Planning on paper, I get hung up on trying to sequence ideas.
I was first introduced to mind maps on one of those enforced team building workshop days with an old employer. At the time I was annoyed at being diverted from “real work” with all this silly nonsense, and promptly forgot all about them. It was only when sketching out ideas for a presentation that they came back to me. Could I have actually found a use for them after all?
Mind maps are a type of diagram that works well for showing the relationships between pieces of information, but without putting them into an order. Below you can see a map for a presentation I created about web development.
When I plan a presentation, I often start by brainstorming the information I’d like to include. When doing this with traditional pen and paper, or even just in a text document, I’d nearly always get hung up on trying to organise the information.
On paper, I’d be distracted by wanting to leave enough space to come back with additional points on each idea, and in any long-form written style, I’d get hung up on trying to sequence ideas. I’m fully aware that I shouldn’t get hung up on these things and the whole idea is just to get ideas out, but I was getting distracted by the mechanics of the process.
I found mind maps, and in particular mind map software, great for this. With mind maps, you start with a central idea (the title of my presentation, in this case) and then you just add ‘nodes’ to it. Each node can have other, smaller nodes attached to that, and you just keep branching out like a tree with branches.
I find this freeing, as the software is constantly laying out the map in a circular arrangement around the core idea. There is no sequence. If you need more space, just add more ideas and the map will arrange itself. For how my brain works, this is a much better way to get ideas down and let my mind run without interruption.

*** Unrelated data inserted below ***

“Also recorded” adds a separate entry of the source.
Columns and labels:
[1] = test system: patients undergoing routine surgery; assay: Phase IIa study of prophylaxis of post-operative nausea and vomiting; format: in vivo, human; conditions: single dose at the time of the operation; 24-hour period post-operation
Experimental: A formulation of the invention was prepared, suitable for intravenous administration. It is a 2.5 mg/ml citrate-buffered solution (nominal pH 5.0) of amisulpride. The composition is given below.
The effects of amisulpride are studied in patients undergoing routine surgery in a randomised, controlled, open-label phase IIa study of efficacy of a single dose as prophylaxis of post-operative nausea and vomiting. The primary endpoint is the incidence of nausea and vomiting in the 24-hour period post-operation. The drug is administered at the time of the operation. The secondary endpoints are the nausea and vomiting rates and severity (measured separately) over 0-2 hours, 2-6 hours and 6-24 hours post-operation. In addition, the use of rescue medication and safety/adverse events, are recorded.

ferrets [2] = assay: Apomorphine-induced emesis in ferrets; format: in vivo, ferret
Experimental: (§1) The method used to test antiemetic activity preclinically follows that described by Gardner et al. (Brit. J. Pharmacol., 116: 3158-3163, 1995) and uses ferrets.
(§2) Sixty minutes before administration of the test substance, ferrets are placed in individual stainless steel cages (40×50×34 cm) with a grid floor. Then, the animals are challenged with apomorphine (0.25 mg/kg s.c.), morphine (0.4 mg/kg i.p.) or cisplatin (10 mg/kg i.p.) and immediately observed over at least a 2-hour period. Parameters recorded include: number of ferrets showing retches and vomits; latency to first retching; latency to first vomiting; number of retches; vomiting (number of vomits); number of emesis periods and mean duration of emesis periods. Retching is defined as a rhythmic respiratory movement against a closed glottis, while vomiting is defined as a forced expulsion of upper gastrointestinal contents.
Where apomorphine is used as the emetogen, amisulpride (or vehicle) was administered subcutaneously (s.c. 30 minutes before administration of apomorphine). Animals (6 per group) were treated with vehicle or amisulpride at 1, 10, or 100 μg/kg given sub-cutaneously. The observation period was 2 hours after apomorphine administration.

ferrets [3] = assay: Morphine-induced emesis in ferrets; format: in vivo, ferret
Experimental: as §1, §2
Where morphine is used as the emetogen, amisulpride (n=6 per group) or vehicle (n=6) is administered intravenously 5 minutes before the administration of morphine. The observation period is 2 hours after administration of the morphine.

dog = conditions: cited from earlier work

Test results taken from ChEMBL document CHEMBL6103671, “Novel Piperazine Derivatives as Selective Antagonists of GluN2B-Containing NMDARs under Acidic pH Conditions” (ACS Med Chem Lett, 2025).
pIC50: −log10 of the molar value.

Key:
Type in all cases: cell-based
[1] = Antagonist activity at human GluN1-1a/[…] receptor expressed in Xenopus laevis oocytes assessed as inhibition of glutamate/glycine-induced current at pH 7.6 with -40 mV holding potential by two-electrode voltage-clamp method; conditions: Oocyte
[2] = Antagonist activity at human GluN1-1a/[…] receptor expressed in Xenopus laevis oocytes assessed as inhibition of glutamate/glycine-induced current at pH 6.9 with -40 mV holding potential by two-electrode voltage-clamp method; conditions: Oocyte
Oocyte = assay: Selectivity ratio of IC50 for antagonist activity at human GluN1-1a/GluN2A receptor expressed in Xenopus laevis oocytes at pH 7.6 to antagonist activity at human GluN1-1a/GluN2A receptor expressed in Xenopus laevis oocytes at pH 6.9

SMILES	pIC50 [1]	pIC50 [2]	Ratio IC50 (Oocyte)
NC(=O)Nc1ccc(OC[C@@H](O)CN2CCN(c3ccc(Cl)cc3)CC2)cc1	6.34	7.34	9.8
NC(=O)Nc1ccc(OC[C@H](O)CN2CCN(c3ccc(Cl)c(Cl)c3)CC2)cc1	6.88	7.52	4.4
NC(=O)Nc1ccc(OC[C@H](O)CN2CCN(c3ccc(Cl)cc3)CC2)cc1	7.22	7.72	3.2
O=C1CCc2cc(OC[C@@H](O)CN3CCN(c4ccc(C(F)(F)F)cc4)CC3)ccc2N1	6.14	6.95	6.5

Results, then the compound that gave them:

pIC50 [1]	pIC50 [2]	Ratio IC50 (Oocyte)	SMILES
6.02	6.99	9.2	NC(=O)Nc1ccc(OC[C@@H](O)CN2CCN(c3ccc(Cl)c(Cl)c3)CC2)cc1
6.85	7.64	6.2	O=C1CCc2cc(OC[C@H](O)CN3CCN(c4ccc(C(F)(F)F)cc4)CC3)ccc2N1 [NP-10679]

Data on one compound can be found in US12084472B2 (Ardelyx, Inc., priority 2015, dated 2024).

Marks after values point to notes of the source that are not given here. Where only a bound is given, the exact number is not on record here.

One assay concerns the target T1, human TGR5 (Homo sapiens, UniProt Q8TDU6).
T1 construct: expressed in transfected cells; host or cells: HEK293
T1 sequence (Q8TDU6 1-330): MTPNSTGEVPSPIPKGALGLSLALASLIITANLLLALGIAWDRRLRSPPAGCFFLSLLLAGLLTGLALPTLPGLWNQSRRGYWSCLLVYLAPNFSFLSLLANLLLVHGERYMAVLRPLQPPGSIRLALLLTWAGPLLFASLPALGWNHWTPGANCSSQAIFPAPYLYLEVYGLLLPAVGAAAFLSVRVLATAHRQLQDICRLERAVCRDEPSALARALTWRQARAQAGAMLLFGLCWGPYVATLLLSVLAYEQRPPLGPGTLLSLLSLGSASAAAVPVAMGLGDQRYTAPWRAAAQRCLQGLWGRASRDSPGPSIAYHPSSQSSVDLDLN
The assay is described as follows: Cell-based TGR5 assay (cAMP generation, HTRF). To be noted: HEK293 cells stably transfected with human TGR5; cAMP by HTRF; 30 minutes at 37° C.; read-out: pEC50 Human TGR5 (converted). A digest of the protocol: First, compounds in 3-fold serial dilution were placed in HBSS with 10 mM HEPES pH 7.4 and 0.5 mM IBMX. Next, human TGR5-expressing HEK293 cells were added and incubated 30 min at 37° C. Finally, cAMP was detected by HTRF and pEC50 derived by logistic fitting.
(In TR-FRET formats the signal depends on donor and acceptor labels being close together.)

Once the initial brainstorming is complete, you can then rearrange your ideas by dragging nodes about. You can merge similar branches, edit out dead-ends and generally refine the content until you’ve got a good non-sequential outline of the information you want your presentation to include.
I find mind maps also lend themselves really well to the structure of a presentation, not just the process. A slide deck is usually linear, but typically a presentation does tend to be made up of a smaller number of key ideas and points, each of which contains deeper exploration. The linearisation of those ideas should really just be an implementation detail that comes closer to the end of the process as the arc and flow are refined.
Mind map software
If you’d like to give mind maps a try, there are some good software options available. FreeMind is a free option that works on Windows and Mac. MindManager is a commercial option that also has Windows and Mac support.
The one I use personally (and is shown in the image above) is MindNode on the Mac, but they also have an iOS version which looks interesting.
If you’re interested in trying a different way of planning out a presentation, I’d really recommend giving mind maps a go and see if they work for you.
Advent speaker tips: this is part of a series of tips for public speakers that we’re posting throughout advent. Check back daily during December for more.